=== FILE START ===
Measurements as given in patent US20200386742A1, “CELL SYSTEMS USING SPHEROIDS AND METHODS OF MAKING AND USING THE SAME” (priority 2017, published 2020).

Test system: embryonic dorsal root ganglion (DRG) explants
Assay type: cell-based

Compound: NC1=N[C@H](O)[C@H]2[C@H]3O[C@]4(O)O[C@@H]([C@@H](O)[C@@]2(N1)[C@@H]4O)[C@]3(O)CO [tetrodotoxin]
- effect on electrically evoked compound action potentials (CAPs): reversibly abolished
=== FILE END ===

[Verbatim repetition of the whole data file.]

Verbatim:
Measurements as given in patent US20200386742A1, “CELL SYSTEMS USING SPHEROIDS AND METHODS OF MAKING AND USING THE SAME” (priority 2017, published 2020).

Test system: embryonic dorsal root ganglion (DRG) explants
Assay type: cell-based

Compound: NC1=N[C@H](O)[C@H]2[C@H]3O[C@]4(O)O[C@@H]([C@@H](O)[C@@]2(N1)[C@@H]4O)[C@]3(O)CO [tetrodotoxin]
- effect on electrically evoked compound action potentials (CAPs): reversibly abolished